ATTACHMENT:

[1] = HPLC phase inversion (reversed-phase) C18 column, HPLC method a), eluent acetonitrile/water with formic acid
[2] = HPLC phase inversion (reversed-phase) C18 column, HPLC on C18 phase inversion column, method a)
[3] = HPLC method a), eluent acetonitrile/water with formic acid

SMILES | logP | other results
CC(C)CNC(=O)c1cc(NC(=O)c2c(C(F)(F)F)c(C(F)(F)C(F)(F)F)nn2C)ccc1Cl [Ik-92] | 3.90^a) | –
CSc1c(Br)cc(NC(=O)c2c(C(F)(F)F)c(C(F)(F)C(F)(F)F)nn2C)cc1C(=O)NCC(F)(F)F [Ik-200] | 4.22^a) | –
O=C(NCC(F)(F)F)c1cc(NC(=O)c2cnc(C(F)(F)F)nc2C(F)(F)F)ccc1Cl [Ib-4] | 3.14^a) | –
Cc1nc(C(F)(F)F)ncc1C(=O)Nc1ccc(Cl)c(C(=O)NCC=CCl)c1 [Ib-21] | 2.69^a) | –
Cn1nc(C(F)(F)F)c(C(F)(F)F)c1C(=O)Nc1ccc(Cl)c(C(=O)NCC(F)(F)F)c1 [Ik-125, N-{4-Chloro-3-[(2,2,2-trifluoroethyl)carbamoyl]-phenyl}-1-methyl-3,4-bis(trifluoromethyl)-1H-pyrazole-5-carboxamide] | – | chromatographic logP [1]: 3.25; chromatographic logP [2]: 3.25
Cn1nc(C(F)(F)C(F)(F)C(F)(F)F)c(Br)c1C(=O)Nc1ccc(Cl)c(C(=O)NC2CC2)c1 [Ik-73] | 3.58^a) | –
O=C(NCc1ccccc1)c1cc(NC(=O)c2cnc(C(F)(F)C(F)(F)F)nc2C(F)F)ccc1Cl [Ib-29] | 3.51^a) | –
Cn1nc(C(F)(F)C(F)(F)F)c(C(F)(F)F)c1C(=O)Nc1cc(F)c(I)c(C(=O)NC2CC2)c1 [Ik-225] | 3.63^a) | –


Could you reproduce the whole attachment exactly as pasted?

[1] = HPLC phase inversion (reversed-phase) C18 column, HPLC method a), eluent acetonitrile/water with formic acid
[2] = HPLC phase inversion (reversed-phase) C18 column, HPLC on C18 phase inversion column, method a)
[3] = HPLC method a), eluent acetonitrile/water with formic acid

SMILES | logP | other results
CC(C)CNC(=O)c1cc(NC(=O)c2c(C(F)(F)F)c(C(F)(F)C(F)(F)F)nn2C)ccc1Cl [Ik-92] | 3.90^a) | –
CSc1c(Br)cc(NC(=O)c2c(C(F)(F)F)c(C(F)(F)C(F)(F)F)nn2C)cc1C(=O)NCC(F)(F)F [Ik-200] | 4.22^a) | –
O=C(NCC(F)(F)F)c1cc(NC(=O)c2cnc(C(F)(F)F)nc2C(F)(F)F)ccc1Cl [Ib-4] | 3.14^a) | –
Cc1nc(C(F)(F)F)ncc1C(=O)Nc1ccc(Cl)c(C(=O)NCC=CCl)c1 [Ib-21] | 2.69^a) | –
Cn1nc(C(F)(F)F)c(C(F)(F)F)c1C(=O)Nc1ccc(Cl)c(C(=O)NCC(F)(F)F)c1 [Ik-125, N-{4-Chloro-3-[(2,2,2-trifluoroethyl)carbamoyl]-phenyl}-1-methyl-3,4-bis(trifluoromethyl)-1H-pyrazole-5-carboxamide] | – | chromatographic logP [1]: 3.25; chromatographic logP [2]: 3.25
Cn1nc(C(F)(F)C(F)(F)C(F)(F)F)c(Br)c1C(=O)Nc1ccc(Cl)c(C(=O)NC2CC2)c1 [Ik-73] | 3.58^a) | –
O=C(NCc1ccccc1)c1cc(NC(=O)c2cnc(C(F)(F)C(F)(F)F)nc2C(F)F)ccc1Cl [Ib-29] | 3.51^a) | –
Cn1nc(C(F)(F)C(F)(F)F)c(C(F)(F)F)c1C(=O)Nc1cc(F)c(I)c(C(=O)NC2CC2)c1 [Ik-225] | 3.63^a) | –